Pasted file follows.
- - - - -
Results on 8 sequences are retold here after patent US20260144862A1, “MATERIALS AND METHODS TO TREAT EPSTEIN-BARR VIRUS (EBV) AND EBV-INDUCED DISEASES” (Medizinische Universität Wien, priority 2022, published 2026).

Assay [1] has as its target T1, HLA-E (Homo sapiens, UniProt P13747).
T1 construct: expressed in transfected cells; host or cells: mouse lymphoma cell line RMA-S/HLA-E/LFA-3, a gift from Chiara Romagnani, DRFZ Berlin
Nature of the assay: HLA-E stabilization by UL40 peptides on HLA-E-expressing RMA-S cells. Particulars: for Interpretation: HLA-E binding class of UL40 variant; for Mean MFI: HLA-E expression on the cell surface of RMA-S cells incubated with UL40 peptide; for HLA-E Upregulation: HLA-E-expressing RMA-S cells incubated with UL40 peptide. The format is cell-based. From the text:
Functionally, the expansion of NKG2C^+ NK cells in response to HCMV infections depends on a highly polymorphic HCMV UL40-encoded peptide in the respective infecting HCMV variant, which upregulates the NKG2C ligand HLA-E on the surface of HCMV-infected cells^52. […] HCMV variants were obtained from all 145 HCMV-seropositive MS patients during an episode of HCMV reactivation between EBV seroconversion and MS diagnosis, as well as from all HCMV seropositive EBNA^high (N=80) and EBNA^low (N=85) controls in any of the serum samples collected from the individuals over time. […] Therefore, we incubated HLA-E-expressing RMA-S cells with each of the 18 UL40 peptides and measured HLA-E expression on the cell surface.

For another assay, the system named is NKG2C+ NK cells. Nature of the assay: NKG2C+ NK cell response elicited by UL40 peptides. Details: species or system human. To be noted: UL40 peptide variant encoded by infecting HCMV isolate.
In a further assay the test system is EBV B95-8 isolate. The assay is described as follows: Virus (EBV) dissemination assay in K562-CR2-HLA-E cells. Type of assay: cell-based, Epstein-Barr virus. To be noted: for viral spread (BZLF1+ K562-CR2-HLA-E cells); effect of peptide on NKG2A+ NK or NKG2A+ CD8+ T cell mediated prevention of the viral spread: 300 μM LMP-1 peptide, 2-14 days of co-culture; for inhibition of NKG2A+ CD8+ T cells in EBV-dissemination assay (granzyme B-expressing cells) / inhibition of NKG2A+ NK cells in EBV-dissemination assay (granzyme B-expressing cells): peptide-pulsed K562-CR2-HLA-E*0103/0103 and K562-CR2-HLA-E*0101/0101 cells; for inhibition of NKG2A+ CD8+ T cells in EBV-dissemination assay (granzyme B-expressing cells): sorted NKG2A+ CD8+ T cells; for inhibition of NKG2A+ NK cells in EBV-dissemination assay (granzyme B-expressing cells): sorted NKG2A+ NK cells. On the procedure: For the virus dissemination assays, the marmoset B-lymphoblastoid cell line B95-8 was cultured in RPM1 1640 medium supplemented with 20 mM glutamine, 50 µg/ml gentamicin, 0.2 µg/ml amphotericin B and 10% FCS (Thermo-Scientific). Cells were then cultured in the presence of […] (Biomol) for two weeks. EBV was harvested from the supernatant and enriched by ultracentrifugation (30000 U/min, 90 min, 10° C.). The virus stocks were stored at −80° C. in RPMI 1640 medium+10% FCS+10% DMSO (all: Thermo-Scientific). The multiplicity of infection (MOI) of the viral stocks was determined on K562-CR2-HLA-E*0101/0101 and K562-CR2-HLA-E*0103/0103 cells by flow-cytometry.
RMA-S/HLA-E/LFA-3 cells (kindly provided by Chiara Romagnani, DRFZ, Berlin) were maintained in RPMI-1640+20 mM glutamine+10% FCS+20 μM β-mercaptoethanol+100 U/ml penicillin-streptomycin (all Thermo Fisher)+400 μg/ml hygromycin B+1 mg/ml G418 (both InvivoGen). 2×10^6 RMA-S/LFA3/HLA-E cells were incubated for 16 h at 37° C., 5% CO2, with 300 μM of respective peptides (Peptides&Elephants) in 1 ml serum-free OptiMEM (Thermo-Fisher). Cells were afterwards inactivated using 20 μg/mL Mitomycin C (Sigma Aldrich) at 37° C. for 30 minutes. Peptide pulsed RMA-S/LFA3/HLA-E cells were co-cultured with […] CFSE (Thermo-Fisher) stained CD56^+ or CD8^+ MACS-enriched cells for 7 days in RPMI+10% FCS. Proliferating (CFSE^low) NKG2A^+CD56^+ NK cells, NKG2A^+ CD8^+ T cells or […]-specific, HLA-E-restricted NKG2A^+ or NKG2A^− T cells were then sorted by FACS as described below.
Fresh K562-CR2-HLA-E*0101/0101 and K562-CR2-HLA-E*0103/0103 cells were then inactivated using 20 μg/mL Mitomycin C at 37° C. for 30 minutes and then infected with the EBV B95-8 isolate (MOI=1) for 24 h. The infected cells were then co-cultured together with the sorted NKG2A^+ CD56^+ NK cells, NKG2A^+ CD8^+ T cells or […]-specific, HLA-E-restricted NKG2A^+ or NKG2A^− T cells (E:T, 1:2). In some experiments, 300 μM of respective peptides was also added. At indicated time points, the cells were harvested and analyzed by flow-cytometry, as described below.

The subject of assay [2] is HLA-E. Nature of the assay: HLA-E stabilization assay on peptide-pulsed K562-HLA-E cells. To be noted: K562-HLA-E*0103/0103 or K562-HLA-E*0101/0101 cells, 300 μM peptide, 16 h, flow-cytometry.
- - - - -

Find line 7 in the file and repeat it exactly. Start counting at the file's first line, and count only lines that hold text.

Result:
In a further assay the test system is EBV B95-8 isolate. The assay is described as follows: Virus (EBV) dissemination assay in K562-CR2-HLA-E cells. Type of assay: cell-based, Epstein-Barr virus. To be noted: for viral spread (BZLF1+ K562-CR2-HLA-E cells); effect of peptide on NKG2A+ NK or NKG2A+ CD8+ T cell mediated prevention of the viral spread: 300 μM LMP-1 peptide, 2-14 days of co-culture; for inhibition of NKG2A+ CD8+ T cells in EBV-dissemination assay (granzyme B-expressing cells) / inhibition of NKG2A+ NK cells in EBV-dissemination assay (granzyme B-expressing cells): peptide-pulsed K562-CR2-HLA-E*0103/0103 and K562-CR2-HLA-E*0101/0101 cells; for inhibition of NKG2A+ CD8+ T cells in EBV-dissemination assay (granzyme B-expressing cells): sorted NKG2A+ CD8+ T cells; for inhibition of NKG2A+ NK cells in EBV-dissemination assay (granzyme B-expressing cells): sorted NKG2A+ NK cells. On the procedure: For the virus dissemination assays, the marmoset B-lymphoblastoid cell line B95-8 was cultured in RPM1 1640 medium supplemented with 20 mM glutamine, 50 µg/ml gentamicin, 0.2 µg/ml amphotericin B and 10% FCS (Thermo-Scientific). Cells were then cultured in the presence of […] (Biomol) for two weeks. EBV was harvested from the supernatant and enriched by ultracentrifugation (30000 U/min, 90 min, 10° C.). The virus stocks were stored at −80° C. in RPMI 1640 medium+10% FCS+10% DMSO (all: Thermo-Scientific). The multiplicity of infection (MOI) of the viral stocks was determined on K562-CR2-HLA-E*0101/0101 and K562-CR2-HLA-E*0103/0103 cells by flow-cytometry.